New Delhi, Delhi, IndiaJun 29, 2017, 04.21 AM (IST)Subuhi Safvi
By Subuhi Safvi & Priyanka Verma
Indians were getting lynched, and India could not take it anymore. As police arrested four accused on Ballavgarh train lynching yesterday, thousands of people gathered across the country in 14 cities to protest that such heinous crimes cannot continue in the name of the people. Similar gatherings happened in Boston, London, and Toronto which boast of a large Indian diaspora. The movement popularly referred to as #notinmyname, however, started humbly with just a Facebook post from filmmaker Saba Dewan, who gave a shout out to all her friends that there should be a civil society-led protest against the lynchings. It turned out to be a galvanising moment.
What the organisers #notinmyname expected to be a small silent march of about 200 people eventually turned into a mass movement. Karuna Dayal, one of the protestors present at Jantar Mantar in New Delhi said, “This kind of a movement is a go ahead in our country, it is a democratic country and we must act against certain heinous crimes in our country in time and at the right moment." Looking at the protestors who came from all work of life, Karuna felt some sense of hope "that so many people from so many walks of life have come together to support it."
The last killing of someone so young sparked something in the people, Muslims decided not to celebrate Eid, instead, wearing black armbands to protest against the violence. (WION)
Thus, voluntarily, citizens of India marched to stand against the deaths of fellow Indians and to condole the loss of Hafiz Junaid, the 16-year-old who was killed on a moving train. On the evening of the 22nd of June, 2017, Junaid was beaten to death in a train compartment by a mob while returning from Delhi after Eid shopping. Junaid's death is not an isolated event that could be brushed aside as an aberrant act of the crazies. In the past too, a mob gathered and lynched a man to death on suspicion of carrying beef on September 28, 2015.
'Mob lynching is spreading like poison in India' (WION)
Such violence has not escaped the Dalit, another minority community in India. Indian Dalits have been targeted for skinning cow carcasses, a job they had been doing for time immemorial because finding other avenues of income has never been easy for them. Terrified of reprisals, several Dalit families refused to handle the dead cows though it meant cutting off the source of daily income. But it did not save them as they were beaten again.
All these events were creating a deep sense of anguish among the Indians for some time, which reached a climax with Junaid's murder. Muslims decided not to celebrate Eid and, instead, wore black armbands to protest against the violence. As so many of the participants in the protest gathering at Jantar Mantar pointed out that such acts should not be happening in India, which comes with a proud history of secularism. One of the protestors pointed out to me, India is "moving towards progressive development (hence) we must stop it (such crimes)."
Almost all the protestors I spoke to carried this sense of contradiction in them; they are deeply proud of India, the country's democratic tradition, its march towards achieving developmental goals, but at the same time there is a pervasive sense of frustration at what they see as growing intolerance. Kumar Prashant remarked, “I am here to be counted with these people that are here protesting. I want this to spread across India and to do that we all have to proclaim India as our country on each and every occasion. We are all Indians and this is our country,”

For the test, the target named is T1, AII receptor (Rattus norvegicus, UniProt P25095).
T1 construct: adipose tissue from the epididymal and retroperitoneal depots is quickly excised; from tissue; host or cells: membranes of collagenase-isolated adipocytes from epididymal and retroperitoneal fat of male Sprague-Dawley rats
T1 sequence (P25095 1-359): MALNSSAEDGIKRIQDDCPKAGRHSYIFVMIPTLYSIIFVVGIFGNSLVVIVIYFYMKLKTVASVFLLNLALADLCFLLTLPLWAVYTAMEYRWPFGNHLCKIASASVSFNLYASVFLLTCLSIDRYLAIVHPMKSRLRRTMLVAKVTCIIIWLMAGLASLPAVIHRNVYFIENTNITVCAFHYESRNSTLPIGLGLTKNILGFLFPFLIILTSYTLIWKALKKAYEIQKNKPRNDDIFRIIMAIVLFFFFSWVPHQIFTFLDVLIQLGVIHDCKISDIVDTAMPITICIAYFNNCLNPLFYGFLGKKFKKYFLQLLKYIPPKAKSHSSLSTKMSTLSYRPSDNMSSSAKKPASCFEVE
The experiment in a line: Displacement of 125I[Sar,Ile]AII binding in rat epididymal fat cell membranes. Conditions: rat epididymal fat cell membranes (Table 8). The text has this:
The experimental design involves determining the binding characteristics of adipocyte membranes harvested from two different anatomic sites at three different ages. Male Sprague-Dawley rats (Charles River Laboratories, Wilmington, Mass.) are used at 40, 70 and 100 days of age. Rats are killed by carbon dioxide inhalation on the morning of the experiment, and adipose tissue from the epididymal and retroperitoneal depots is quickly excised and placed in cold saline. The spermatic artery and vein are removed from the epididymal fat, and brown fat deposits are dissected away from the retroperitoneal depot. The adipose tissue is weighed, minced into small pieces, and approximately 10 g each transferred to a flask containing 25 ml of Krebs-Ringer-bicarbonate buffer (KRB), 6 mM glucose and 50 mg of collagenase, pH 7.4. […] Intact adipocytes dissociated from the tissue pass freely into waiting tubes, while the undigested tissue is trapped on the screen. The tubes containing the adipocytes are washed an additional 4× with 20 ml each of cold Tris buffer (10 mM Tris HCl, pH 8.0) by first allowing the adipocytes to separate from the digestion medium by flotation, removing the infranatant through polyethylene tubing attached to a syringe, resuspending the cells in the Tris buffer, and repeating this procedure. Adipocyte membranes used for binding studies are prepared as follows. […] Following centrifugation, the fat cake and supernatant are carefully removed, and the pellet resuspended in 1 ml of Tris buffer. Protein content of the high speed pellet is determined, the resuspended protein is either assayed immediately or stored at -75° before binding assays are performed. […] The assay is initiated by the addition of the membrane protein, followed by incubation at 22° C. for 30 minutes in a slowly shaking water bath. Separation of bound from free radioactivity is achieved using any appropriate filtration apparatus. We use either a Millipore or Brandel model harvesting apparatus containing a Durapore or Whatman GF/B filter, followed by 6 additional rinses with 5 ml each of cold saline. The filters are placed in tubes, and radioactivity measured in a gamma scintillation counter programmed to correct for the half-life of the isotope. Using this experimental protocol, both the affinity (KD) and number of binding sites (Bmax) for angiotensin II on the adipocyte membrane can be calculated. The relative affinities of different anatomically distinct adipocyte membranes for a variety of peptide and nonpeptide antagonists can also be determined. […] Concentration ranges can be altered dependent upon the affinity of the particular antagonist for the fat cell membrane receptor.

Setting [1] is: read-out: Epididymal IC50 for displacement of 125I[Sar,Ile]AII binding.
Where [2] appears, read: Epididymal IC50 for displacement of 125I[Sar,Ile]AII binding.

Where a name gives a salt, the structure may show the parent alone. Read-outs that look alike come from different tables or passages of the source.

#NotInMyName has been used as in protests before, but it has been traditionally used by Muslims against terrorist attacks done in the name of Islam. The Mayor of London used the term recently after the stabbings in London on the 3rd of June, 2017. It is interesting that the same hashtag used by Muslims to condemn violence done in their name is being used against violence targeted at Muslims and Dalits.
India has a long history of protests, starting with the "protest" of the Buddhists and Jains against the Brahminical dominance in the 6th century BC, then Gandhi's historic protest movements of the early twentieth century, Ambedkar's incessant struggle against casteism. In line with this glorious tradition of protest movements in India, the citizens, after the brutal rape and torture of Nirbhaya, took to public spaces to protest violence against women and lax laws. Fasting as a form of political protests and dharnas too are common; Irom Sharmila's 16-year-long fast against the Armed Forces Special Powers Act and Anna Hazare's hunger strike against corruption gained national momentum.
At the protest meeting, there was music and poetry and posters which made it clear how the citizens felt. Those that could not make it sent messages of support on the protest page on Facebook. In a functioning democracy, there is no need for mob violence or any need for people to take the law into their own hands. But in an atmosphere of bigotry, we often tend to forget the foundational values of a democratic regime. Hopefully, as one of the protestors pointed out, movements like #notinmyname "will give rise to the nation's voice", and we will be able to remind ourselves that all lives are valuable.
People from all over the world used social media to express their views. (WION)